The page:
In China, merit counts more than self-esteem. In fact, even in America, Asian Americans, which include Chinese that make up the largest segment of the Asian-American population, have the lowest sense of self esteem but graduate from high school in higher ratios than all other ethnic groups and go onto college where they mostly major in fields that lead to better paying jobs with more security.
This reblogged post is an example of what happens when merit collides with people that have a narcissistic sense of false self-esteem and entitlement.

Lloyd Lofthouse

One of the most difficult challenges for most aspiring artists (authors, actors and singers) is being discovered and building a fan base.  National TV talent contests such as American Idol offer these unknown artists a chance at recognition and to build a fan base by reaching a large audience.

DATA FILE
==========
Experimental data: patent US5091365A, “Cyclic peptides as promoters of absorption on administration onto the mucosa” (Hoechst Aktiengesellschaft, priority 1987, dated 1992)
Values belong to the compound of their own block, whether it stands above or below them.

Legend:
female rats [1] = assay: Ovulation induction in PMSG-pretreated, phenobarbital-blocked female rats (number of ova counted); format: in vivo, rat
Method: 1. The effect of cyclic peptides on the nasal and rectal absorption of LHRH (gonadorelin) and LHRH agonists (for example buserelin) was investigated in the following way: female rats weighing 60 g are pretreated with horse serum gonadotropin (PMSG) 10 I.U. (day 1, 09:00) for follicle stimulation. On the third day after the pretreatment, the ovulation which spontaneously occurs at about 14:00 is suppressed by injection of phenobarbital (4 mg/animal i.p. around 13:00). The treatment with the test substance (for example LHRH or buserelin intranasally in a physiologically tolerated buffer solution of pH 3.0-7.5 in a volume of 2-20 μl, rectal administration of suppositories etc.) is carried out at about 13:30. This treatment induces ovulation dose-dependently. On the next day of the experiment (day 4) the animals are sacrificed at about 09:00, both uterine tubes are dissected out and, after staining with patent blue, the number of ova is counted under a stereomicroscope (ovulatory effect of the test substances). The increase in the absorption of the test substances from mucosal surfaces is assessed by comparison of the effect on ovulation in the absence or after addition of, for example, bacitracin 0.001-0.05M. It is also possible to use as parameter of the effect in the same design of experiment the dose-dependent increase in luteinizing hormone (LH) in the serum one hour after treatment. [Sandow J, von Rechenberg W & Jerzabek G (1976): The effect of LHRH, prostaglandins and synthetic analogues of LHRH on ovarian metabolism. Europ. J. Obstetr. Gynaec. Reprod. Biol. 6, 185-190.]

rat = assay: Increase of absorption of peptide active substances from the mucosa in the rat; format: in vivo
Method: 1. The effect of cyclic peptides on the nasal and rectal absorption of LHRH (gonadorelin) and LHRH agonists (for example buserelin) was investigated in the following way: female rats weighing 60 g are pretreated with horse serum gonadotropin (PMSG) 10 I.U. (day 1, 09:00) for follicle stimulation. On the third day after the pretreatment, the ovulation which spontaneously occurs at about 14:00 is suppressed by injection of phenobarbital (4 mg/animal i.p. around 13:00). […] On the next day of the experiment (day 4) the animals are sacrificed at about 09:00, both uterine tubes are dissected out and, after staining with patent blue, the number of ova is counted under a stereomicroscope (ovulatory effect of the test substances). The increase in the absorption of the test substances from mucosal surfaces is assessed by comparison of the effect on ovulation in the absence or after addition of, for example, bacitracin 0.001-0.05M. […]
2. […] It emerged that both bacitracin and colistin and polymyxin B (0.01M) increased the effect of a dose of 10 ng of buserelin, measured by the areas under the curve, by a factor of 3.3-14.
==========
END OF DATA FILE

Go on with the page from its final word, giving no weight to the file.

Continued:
Without these national talent programs, the road to gain recognition is a difficult one, and many talented artists may never be in the right place at the right time to have a shot at the success they dream of.

In fact, it is obvious that the odds of becoming a success in the music industry are about as high as winning a state lottery, which is about 20 million to one. For American Idol contestants, the odds may be better since the program only hold auditions in about six cities, and the number that audition can exceed 10,000 people…

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